Now, there's an important question here: is it fair to only judge BSD on hardware that is 100% known to work its best (like Mac OS X), or is it only fair to use a random, typical desktop PC? I say the latter, because BSD has to compete with both Linux and Windows in this arena - how can it really stand up as a challenger to Windows or Linux if users have a reason to be genuinely afraid it won't work on their granny's normal, nothing-fancy computer?

So, this is just a typical desktop PC here. Intel i-5, 3.33GHz, 2GB installed RAM, Intel Ironlake. This is nothing special, no odd graphics card setup or any atypical hardware.

I made myself use BSD for a week or so, and although this isn't the best amount of time to truly form an in depth understanding or affection for the operating system, it's given me enough to go on.
I listened to music, movies, did my writing on it and whatever else I could do on such a limited system, up to and including organizing my furry porn folder. Because.

Here's the thing. Problems cropped up almost immediately.

First of all, BSD does not work with TrueCrypt. As I explained in a friends-only journal awhile ago, I got into the habit of using TC volumes to back things because my father is a homophobic, marginally tech-savvy jackass. It's just a smart thing to do. If someone steals my external hard-drive, they might be able to use it, but they can't trawl it for private data.

OK, but how about just taking the things I need out of the TC volume and putting it on a USB stick drive? I mean, USB drives need to bloody work, right? Oh dear, none of my USB thumbdrives are being detected - period. I can't mount them.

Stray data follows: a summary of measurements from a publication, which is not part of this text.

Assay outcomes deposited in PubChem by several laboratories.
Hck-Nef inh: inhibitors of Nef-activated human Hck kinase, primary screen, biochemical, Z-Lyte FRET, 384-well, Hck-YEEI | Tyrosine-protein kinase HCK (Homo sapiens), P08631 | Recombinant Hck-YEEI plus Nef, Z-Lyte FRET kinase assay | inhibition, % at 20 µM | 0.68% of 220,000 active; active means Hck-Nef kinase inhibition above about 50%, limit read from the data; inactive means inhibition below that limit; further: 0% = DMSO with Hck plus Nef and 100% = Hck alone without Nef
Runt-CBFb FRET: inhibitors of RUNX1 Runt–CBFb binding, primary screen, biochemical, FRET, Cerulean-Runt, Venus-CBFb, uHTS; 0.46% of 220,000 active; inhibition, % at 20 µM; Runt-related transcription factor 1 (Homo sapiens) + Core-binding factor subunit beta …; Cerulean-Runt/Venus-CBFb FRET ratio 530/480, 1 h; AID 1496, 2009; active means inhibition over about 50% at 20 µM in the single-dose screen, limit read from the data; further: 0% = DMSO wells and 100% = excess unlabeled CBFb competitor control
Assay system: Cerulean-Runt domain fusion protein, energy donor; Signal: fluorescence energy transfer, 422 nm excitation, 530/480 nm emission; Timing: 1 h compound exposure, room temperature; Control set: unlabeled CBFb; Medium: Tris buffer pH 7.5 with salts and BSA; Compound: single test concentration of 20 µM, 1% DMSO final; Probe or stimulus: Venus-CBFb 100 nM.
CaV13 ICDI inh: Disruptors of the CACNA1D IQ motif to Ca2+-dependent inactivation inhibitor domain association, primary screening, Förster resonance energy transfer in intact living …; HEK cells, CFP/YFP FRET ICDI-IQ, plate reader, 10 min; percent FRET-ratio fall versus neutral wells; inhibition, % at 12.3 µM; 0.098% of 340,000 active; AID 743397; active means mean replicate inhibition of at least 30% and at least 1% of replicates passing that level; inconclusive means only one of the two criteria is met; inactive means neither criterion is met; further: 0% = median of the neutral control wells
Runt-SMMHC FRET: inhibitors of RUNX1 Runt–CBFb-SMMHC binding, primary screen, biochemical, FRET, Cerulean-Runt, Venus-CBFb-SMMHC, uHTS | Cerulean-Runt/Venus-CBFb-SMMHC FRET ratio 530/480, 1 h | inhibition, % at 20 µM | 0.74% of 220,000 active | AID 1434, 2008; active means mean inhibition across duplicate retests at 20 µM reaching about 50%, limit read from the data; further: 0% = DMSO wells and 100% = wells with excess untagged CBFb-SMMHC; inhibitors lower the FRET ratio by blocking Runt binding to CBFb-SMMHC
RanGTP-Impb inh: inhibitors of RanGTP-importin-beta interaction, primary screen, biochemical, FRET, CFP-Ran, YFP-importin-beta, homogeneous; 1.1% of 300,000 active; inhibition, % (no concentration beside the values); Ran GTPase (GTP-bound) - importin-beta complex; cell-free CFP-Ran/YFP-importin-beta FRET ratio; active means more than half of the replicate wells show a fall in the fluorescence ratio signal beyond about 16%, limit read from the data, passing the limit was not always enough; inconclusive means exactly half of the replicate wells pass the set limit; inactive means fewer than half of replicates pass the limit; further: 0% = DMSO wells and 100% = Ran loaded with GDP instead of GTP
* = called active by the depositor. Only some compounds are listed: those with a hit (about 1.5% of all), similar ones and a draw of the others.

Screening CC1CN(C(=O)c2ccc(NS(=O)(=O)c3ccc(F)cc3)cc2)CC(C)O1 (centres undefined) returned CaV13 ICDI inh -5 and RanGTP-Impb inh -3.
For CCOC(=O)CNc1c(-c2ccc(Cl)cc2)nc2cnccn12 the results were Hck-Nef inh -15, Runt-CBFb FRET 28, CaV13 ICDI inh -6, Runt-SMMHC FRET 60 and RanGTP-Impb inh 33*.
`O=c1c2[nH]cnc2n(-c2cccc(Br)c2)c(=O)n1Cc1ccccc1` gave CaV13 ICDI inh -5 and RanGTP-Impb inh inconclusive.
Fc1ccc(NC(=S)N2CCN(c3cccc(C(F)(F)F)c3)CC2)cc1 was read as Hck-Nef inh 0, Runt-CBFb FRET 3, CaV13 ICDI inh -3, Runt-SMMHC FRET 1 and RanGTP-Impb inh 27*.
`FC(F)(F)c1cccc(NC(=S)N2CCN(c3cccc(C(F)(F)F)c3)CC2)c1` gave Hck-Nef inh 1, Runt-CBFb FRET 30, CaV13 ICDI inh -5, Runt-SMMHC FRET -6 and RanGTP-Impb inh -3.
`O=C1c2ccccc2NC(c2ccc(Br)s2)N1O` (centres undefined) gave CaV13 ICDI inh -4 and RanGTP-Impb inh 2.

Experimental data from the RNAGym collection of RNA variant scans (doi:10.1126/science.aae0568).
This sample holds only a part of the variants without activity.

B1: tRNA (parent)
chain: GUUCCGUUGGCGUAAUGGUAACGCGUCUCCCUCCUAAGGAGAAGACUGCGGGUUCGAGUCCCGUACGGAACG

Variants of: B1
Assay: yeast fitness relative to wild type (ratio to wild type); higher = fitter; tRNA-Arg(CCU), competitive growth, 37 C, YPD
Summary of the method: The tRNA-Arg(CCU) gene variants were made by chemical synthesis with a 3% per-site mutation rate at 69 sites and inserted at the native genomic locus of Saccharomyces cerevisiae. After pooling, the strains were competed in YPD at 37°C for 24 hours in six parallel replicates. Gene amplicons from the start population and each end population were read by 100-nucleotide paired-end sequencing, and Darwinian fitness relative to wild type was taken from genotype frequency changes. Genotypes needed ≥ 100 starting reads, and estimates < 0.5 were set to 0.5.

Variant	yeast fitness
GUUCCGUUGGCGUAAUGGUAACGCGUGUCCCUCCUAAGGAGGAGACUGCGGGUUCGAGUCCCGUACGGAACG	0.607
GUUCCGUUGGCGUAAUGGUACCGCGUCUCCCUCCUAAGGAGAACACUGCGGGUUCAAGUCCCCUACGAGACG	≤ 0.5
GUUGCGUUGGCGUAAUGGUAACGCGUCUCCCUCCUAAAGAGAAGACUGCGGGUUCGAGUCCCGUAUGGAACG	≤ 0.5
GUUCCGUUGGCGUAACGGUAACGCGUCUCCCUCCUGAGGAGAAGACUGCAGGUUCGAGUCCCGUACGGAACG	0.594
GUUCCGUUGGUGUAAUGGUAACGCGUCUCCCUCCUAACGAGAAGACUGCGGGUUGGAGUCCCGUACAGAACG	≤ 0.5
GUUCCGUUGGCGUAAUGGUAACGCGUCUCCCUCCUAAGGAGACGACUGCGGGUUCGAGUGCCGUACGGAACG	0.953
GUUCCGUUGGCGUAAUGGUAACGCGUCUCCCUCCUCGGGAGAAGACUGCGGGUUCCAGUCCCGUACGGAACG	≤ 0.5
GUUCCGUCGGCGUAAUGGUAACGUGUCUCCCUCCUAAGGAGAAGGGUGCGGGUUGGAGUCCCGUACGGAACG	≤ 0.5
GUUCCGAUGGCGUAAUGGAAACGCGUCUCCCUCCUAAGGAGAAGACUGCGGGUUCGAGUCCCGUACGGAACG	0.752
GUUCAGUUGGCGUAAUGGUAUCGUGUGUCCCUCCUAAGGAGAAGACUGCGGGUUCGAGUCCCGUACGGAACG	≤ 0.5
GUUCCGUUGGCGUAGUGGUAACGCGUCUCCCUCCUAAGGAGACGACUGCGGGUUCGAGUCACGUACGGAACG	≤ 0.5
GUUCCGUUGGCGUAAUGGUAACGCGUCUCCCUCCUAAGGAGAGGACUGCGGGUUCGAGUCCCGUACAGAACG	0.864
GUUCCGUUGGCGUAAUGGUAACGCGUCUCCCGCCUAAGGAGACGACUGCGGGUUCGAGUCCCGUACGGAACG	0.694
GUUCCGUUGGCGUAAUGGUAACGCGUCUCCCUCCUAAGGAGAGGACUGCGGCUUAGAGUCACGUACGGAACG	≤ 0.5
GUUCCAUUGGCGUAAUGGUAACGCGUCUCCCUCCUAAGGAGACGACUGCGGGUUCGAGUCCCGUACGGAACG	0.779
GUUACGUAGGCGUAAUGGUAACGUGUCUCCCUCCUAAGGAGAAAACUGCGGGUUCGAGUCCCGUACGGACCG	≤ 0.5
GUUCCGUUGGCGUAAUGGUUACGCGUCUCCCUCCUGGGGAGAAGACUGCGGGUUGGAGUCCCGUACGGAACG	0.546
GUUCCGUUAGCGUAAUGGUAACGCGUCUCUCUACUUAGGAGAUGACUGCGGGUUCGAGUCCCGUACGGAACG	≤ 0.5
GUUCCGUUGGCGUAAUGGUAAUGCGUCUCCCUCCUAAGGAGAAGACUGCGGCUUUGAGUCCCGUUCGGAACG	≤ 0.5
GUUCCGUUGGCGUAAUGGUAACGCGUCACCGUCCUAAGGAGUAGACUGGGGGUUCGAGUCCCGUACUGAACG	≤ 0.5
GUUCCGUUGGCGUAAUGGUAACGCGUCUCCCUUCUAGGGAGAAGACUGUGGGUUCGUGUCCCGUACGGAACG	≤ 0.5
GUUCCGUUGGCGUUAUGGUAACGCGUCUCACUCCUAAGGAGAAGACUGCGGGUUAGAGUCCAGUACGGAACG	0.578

I try a larger external hard-drive, which works, but very cumbersomely. Auto-mounting is disfavored with PC-BSD using KDE. A mounting manager program handles it - though it seems to ignore me when I ask it auto-mount volumes I've mounted before. Hrm. Uh. It can't dismount volumes, for some reason. It's just not working, I have to go into the terminal and do it manually.
In fact, this is one bumpy road! Sometimes things aren't mounting, sometimes I see multiple mount points spawning...

Now, USB thumbdrives worked fine when my netbook was running FreeBSD, so I'm not sure what's going on here.

I'll just pop over to a virtual terminal and - oh hey, the monitor just went screwy. Why can't I switch to a TTY? Didn't this happen with my netbook too? This problem is known to the BSD community, and it's a sad fact that several of the newer Intel integrated graphics processors are just jerks. Unfortunately, there's no way around the fact that Intel may be the most common processor brand out there.

It's tough to blame BSD's developers for this. They're doing the best they can, and a home desktop system is hardly their number one priority. Regardless, many users using nVidia report success, as do quite a few Radeon/AMD users, so you might be totally fine using a kickass graphics card. In this case, I am not, but this isn't a major deal breaker. This is a little workstation for writing, movies and dirty stuff.

Internet works fine. YouTube and Nostalgia Critic, fine. Nothing to report here; of course BSD works fine over an ethernet connection - it's probably more reliable than Windows. Who do you think developed the TCP/IPv4 stack? You have internet today because of BSD, NextStep and Steve Jobs (yes, that Steve Jobs), to name a few.

Gaming? Not a great option for gaming. It's possible, thanks to Wine and a Linux compatibility layer, but it doesn't stack up to the alternatives here. If you're gaming, boot into Windows, Linux or OS X.